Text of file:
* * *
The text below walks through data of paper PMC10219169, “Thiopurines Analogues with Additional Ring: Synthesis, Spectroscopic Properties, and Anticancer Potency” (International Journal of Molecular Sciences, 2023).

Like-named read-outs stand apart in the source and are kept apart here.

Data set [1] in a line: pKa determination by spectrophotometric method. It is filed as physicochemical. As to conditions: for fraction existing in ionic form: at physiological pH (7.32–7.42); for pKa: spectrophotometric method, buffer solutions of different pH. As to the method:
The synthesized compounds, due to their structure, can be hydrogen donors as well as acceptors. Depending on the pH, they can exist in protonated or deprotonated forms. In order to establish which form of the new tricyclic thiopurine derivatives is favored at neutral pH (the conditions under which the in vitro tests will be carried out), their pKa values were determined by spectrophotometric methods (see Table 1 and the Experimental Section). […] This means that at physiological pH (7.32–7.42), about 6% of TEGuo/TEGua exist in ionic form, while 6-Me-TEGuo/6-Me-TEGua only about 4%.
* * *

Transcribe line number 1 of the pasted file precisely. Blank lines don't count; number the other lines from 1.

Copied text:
The text below walks through data of paper PMC10219169, “Thiopurines Analogues with Additional Ring: Synthesis, Spectroscopic Properties, and Anticancer Potency” (International Journal of Molecular Sciences, 2023).